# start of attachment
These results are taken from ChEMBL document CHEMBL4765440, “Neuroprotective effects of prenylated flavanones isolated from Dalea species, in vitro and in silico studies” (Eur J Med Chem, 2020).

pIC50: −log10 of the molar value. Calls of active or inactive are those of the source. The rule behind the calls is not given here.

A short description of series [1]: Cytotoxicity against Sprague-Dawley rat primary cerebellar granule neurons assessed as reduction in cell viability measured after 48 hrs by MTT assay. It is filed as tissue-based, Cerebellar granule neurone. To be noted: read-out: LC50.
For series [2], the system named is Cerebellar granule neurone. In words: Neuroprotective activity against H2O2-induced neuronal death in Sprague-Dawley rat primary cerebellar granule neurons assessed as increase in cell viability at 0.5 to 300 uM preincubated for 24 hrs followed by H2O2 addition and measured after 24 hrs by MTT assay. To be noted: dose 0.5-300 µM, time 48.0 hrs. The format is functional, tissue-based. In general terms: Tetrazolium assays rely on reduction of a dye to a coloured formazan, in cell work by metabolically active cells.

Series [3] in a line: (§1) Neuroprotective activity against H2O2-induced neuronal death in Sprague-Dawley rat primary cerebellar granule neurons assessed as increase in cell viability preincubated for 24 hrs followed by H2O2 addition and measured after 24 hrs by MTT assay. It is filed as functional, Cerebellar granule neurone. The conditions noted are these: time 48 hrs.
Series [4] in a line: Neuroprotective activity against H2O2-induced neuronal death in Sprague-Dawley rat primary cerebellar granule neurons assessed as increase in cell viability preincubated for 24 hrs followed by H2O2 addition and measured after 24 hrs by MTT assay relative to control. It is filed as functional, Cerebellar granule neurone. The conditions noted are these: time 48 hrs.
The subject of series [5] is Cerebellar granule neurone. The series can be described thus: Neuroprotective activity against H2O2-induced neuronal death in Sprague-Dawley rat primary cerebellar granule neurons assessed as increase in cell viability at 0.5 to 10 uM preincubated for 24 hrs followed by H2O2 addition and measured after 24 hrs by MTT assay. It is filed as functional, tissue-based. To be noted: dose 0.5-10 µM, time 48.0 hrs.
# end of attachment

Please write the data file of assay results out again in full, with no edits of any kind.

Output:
These results are taken from ChEMBL document CHEMBL4765440, “Neuroprotective effects of prenylated flavanones isolated from Dalea species, in vitro and in silico studies” (Eur J Med Chem, 2020).

pIC50: −log10 of the molar value. Calls of active or inactive are those of the source. The rule behind the calls is not given here.

A short description of series [1]: Cytotoxicity against Sprague-Dawley rat primary cerebellar granule neurons assessed as reduction in cell viability measured after 48 hrs by MTT assay. It is filed as tissue-based, Cerebellar granule neurone. To be noted: read-out: LC50.
For series [2], the system named is Cerebellar granule neurone. In words: Neuroprotective activity against H2O2-induced neuronal death in Sprague-Dawley rat primary cerebellar granule neurons assessed as increase in cell viability at 0.5 to 300 uM preincubated for 24 hrs followed by H2O2 addition and measured after 24 hrs by MTT assay. To be noted: dose 0.5-300 µM, time 48.0 hrs. The format is functional, tissue-based. In general terms: Tetrazolium assays rely on reduction of a dye to a coloured formazan, in cell work by metabolically active cells.

Series [3] in a line: (§1) Neuroprotective activity against H2O2-induced neuronal death in Sprague-Dawley rat primary cerebellar granule neurons assessed as increase in cell viability preincubated for 24 hrs followed by H2O2 addition and measured after 24 hrs by MTT assay. It is filed as functional, Cerebellar granule neurone. The conditions noted are these: time 48 hrs.
Series [4] in a line: Neuroprotective activity against H2O2-induced neuronal death in Sprague-Dawley rat primary cerebellar granule neurons assessed as increase in cell viability preincubated for 24 hrs followed by H2O2 addition and measured after 24 hrs by MTT assay relative to control. It is filed as functional, Cerebellar granule neurone. The conditions noted are these: time 48 hrs.
The subject of series [5] is Cerebellar granule neurone. The series can be described thus: Neuroprotective activity against H2O2-induced neuronal death in Sprague-Dawley rat primary cerebellar granule neurons assessed as increase in cell viability at 0.5 to 10 uM preincubated for 24 hrs followed by H2O2 addition and measured after 24 hrs by MTT assay. It is filed as functional, tissue-based. To be noted: dose 0.5-10 µM, time 48.0 hrs.